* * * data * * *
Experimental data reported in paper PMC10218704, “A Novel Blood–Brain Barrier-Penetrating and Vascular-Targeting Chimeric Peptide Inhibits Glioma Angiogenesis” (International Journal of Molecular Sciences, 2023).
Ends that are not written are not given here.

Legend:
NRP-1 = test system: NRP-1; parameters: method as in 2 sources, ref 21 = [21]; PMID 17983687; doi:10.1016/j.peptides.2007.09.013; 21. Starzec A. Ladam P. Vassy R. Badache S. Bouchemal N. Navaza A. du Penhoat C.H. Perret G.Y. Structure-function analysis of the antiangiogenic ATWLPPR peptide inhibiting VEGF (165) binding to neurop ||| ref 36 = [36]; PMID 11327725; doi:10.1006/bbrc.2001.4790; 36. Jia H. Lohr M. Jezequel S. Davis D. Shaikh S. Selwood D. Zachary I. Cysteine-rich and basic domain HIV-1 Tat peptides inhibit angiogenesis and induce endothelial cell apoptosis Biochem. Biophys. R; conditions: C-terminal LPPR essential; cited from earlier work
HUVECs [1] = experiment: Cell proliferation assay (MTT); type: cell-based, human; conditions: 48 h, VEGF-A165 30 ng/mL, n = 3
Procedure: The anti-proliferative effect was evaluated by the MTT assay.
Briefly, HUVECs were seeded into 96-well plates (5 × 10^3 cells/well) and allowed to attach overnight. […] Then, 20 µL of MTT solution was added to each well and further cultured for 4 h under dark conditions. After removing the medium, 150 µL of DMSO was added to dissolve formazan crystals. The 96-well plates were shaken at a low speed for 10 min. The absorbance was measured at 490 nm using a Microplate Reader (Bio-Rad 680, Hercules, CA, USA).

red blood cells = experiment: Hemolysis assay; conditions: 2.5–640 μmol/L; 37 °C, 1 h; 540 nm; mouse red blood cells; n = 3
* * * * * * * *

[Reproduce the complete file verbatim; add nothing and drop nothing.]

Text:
Experimental data reported in paper PMC10218704, “A Novel Blood–Brain Barrier-Penetrating and Vascular-Targeting Chimeric Peptide Inhibits Glioma Angiogenesis” (International Journal of Molecular Sciences, 2023).
Ends that are not written are not given here.

Legend:
NRP-1 = test system: NRP-1; parameters: method as in 2 sources, ref 21 = [21]; PMID 17983687; doi:10.1016/j.peptides.2007.09.013; 21. Starzec A. Ladam P. Vassy R. Badache S. Bouchemal N. Navaza A. du Penhoat C.H. Perret G.Y. Structure-function analysis of the antiangiogenic ATWLPPR peptide inhibiting VEGF (165) binding to neurop ||| ref 36 = [36]; PMID 11327725; doi:10.1006/bbrc.2001.4790; 36. Jia H. Lohr M. Jezequel S. Davis D. Shaikh S. Selwood D. Zachary I. Cysteine-rich and basic domain HIV-1 Tat peptides inhibit angiogenesis and induce endothelial cell apoptosis Biochem. Biophys. R; conditions: C-terminal LPPR essential; cited from earlier work
HUVECs [1] = experiment: Cell proliferation assay (MTT); type: cell-based, human; conditions: 48 h, VEGF-A165 30 ng/mL, n = 3
Procedure: The anti-proliferative effect was evaluated by the MTT assay.
Briefly, HUVECs were seeded into 96-well plates (5 × 10^3 cells/well) and allowed to attach overnight. […] Then, 20 µL of MTT solution was added to each well and further cultured for 4 h under dark conditions. After removing the medium, 150 µL of DMSO was added to dissolve formazan crystals. The 96-well plates were shaken at a low speed for 10 min. The absorbance was measured at 490 nm using a Microplate Reader (Bio-Rad 680, Hercules, CA, USA).

red blood cells = experiment: Hemolysis assay; conditions: 2.5–640 μmol/L; 37 °C, 1 h; 540 nm; mouse red blood cells; n = 3